|Trade names||Andexxa, Ondexxya, others|
|Other names||Coagulation factor Xa (recombinant), inactivated-zhzo, PRT06445, r-Antidote, PRT4445|
|Main uses||Reversal of rivaroxaban or apixaban|
|Side effects||Feeling hot, shortness of breath, blood clots|
|Elimination half-life||5 h to 7 h|
Andexanet alfa, sold under the trade name Andexxa among others, is an antidote for the medications rivaroxaban and apixaban, when reversal of anticoagulation is needed due to uncontrolled bleeding. Evidence of benefit is not definitive as of 2021. It has not been found to be useful for other factor Xa inhibitors. It is given by injection into a vein.
Common side effects include pneumonia, urinary tract infection, feeling hot, and shortness of breath. Severe side effects may include blood clots, heart attacks, strokes, or cardiac arrest. It works by binding to rivaroxaban and apixaban.
Andexanet alfa was approved for medical use in the United States in 2018. It was developed by Portola Pharmaceuticals. The typical cost of using the medications per person is 25,000 to 50,000 USD in the United States as of 2019. In the United Kingdom it costs the NHS about £15,000 as of 2020.
There are no randomised clinical trials as of 2019. Studies in healthy volunteers show that the molecule binds fXa-inhibitors and counters their anti-fXa-activity. The only published clinical trial is a prospective, open label, single group study. This study reports results on 352 people and demonstrates a reduction of anti-fXa-activity while also showing an excellent or good hemostatic efficacy in 82%. While people who were expected to die in 30 days were excluded from the study, 14% of participants died. There was no relationship between hemostatic efficacy and reduced anti-Xa-activity. The FDA has demanded a randomised clinical trial: the first results are not expected before 2023.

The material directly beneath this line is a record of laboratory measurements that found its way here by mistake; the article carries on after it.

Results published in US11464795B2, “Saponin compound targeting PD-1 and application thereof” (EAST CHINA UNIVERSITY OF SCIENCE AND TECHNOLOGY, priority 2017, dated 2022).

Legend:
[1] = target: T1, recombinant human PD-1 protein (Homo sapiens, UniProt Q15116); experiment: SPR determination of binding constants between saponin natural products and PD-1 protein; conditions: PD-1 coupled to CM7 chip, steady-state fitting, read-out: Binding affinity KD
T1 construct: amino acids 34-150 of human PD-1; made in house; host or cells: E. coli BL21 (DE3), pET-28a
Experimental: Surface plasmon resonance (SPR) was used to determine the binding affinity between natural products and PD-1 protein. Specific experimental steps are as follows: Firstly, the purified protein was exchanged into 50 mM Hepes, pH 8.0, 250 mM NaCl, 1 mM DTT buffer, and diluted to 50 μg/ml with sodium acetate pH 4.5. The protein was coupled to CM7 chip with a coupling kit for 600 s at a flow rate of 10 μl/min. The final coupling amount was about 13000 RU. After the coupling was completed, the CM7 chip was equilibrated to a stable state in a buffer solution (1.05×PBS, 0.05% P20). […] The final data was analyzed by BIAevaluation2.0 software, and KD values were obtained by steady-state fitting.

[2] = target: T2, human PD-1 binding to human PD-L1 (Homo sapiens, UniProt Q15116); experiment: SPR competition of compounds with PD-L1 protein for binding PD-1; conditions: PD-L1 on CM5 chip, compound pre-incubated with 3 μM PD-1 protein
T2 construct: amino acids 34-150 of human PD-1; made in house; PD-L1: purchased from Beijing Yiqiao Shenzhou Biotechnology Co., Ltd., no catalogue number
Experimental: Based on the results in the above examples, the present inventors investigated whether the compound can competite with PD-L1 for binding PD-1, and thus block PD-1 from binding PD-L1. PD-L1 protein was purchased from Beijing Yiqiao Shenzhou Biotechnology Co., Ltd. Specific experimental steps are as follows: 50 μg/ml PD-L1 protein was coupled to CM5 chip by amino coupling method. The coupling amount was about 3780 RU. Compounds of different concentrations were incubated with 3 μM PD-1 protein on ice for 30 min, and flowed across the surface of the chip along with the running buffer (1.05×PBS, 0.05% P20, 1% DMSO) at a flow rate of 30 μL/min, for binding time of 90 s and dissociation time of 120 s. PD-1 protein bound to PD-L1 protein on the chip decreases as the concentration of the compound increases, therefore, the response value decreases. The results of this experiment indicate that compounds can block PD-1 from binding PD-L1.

Mechanism of action
Andexanet alfa is a biologic agent, a recombinant modified version of human activated factor X (FXa). FXa inhibitors bind to andexanet alfa with the same affinity as to natural FXa. As a consequence in the presence of andexanet alfa natural FXa is partially freed, which can lead to effective hemostasis. In other words, it acts as a decoy receptor. Andexanet alfa reverses effect of all anticoagulants that act directly through FXa or by binding antithrombin III. The drug is not effective against factor IIa inhibitor dabigatran.
It was approved in the United States in 2018 based on data from two phase III studies on reversing the anticoagulant activity of FXa inhibitors rivaroxaban and apixaban in healthy volunteers. As a condition of its accelerated approval there is a study being conducted comparing it to other currently used reversal agents ("usual care").
Society and culture
Initial pricing (AWP) is $58,000 per reversal (800 mg bolus + 960 mg infusion, $3,300 per 100 mg vial) which is higher than reversal agents for other DOAC agents (idarucizumab for use in dabigatran reversal is $4,200 per reversal).
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